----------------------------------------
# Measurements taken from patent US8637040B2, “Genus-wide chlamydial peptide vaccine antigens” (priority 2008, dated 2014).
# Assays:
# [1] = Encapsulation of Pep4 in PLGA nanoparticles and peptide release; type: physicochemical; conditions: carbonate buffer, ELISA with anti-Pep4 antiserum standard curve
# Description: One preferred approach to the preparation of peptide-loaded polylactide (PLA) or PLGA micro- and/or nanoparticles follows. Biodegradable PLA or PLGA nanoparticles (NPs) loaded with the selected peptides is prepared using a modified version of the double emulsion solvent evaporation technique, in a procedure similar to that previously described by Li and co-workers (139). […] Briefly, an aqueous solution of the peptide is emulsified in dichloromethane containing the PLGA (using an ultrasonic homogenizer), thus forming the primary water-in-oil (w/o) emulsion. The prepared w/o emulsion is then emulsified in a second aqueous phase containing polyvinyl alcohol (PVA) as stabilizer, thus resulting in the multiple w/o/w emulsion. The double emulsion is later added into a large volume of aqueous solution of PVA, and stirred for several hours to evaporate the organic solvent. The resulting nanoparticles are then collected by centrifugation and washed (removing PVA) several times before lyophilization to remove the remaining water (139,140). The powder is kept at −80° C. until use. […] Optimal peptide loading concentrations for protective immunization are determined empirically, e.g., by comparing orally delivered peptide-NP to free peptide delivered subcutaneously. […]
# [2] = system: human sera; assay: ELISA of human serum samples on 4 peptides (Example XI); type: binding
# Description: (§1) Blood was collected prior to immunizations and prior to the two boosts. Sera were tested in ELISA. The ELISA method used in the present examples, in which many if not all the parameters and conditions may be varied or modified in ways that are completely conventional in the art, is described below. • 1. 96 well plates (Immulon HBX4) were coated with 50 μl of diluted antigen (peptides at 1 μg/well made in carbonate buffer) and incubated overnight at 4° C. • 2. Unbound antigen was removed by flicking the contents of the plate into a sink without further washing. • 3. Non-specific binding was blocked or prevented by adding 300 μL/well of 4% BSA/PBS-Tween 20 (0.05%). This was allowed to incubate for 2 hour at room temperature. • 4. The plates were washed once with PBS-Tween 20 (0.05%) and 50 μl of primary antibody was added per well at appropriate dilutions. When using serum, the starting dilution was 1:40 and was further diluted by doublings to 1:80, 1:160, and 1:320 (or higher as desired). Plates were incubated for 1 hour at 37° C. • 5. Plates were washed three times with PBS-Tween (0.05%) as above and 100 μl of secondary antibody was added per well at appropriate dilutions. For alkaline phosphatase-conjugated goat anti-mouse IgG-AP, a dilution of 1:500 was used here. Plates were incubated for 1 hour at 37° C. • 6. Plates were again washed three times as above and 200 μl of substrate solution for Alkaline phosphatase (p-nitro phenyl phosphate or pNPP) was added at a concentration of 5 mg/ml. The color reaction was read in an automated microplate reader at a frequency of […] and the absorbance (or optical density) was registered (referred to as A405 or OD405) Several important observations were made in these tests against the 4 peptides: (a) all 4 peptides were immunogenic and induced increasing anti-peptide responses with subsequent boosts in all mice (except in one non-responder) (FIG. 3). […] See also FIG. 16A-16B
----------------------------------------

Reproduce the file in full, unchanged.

# Measurements taken from patent US8637040B2, “Genus-wide chlamydial peptide vaccine antigens” (priority 2008, dated 2014).
# Assays:
# [1] = Encapsulation of Pep4 in PLGA nanoparticles and peptide release; type: physicochemical; conditions: carbonate buffer, ELISA with anti-Pep4 antiserum standard curve
# Description: One preferred approach to the preparation of peptide-loaded polylactide (PLA) or PLGA micro- and/or nanoparticles follows. Biodegradable PLA or PLGA nanoparticles (NPs) loaded with the selected peptides is prepared using a modified version of the double emulsion solvent evaporation technique, in a procedure similar to that previously described by Li and co-workers (139). […] Briefly, an aqueous solution of the peptide is emulsified in dichloromethane containing the PLGA (using an ultrasonic homogenizer), thus forming the primary water-in-oil (w/o) emulsion. The prepared w/o emulsion is then emulsified in a second aqueous phase containing polyvinyl alcohol (PVA) as stabilizer, thus resulting in the multiple w/o/w emulsion. The double emulsion is later added into a large volume of aqueous solution of PVA, and stirred for several hours to evaporate the organic solvent. The resulting nanoparticles are then collected by centrifugation and washed (removing PVA) several times before lyophilization to remove the remaining water (139,140). The powder is kept at −80° C. until use. […] Optimal peptide loading concentrations for protective immunization are determined empirically, e.g., by comparing orally delivered peptide-NP to free peptide delivered subcutaneously. […]
# [2] = system: human sera; assay: ELISA of human serum samples on 4 peptides (Example XI); type: binding
# Description: (§1) Blood was collected prior to immunizations and prior to the two boosts. Sera were tested in ELISA. The ELISA method used in the present examples, in which many if not all the parameters and conditions may be varied or modified in ways that are completely conventional in the art, is described below. • 1. 96 well plates (Immulon HBX4) were coated with 50 μl of diluted antigen (peptides at 1 μg/well made in carbonate buffer) and incubated overnight at 4° C. • 2. Unbound antigen was removed by flicking the contents of the plate into a sink without further washing. • 3. Non-specific binding was blocked or prevented by adding 300 μL/well of 4% BSA/PBS-Tween 20 (0.05%). This was allowed to incubate for 2 hour at room temperature. • 4. The plates were washed once with PBS-Tween 20 (0.05%) and 50 μl of primary antibody was added per well at appropriate dilutions. When using serum, the starting dilution was 1:40 and was further diluted by doublings to 1:80, 1:160, and 1:320 (or higher as desired). Plates were incubated for 1 hour at 37° C. • 5. Plates were washed three times with PBS-Tween (0.05%) as above and 100 μl of secondary antibody was added per well at appropriate dilutions. For alkaline phosphatase-conjugated goat anti-mouse IgG-AP, a dilution of 1:500 was used here. Plates were incubated for 1 hour at 37° C. • 6. Plates were again washed three times as above and 200 μl of substrate solution for Alkaline phosphatase (p-nitro phenyl phosphate or pNPP) was added at a concentration of 5 mg/ml. The color reaction was read in an automated microplate reader at a frequency of […] and the absorbance (or optical density) was registered (referred to as A405 or OD405) Several important observations were made in these tests against the 4 peptides: (a) all 4 peptides were immunogenic and induced increasing anti-peptide responses with subsequent boosts in all mice (except in one non-responder) (FIG. 3). […] See also FIG. 16A-16B